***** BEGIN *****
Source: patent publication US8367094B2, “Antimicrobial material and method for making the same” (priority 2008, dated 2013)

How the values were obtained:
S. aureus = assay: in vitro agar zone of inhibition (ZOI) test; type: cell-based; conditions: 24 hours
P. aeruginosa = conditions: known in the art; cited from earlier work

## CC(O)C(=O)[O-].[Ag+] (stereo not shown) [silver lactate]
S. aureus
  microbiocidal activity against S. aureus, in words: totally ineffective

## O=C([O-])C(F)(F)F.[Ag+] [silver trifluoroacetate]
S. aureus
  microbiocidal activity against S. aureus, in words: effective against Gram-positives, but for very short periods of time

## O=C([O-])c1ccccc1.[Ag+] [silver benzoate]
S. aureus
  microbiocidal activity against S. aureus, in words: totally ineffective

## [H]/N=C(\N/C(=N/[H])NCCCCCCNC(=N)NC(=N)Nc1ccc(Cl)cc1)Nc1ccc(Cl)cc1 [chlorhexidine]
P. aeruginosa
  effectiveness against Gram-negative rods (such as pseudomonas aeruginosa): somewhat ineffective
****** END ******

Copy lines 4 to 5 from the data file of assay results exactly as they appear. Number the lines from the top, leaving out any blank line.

P. aeruginosa = conditions: known in the art; cited from earlier work

## CC(O)C(=O)[O-].[Ag+] (stereo not shown) [silver lactate]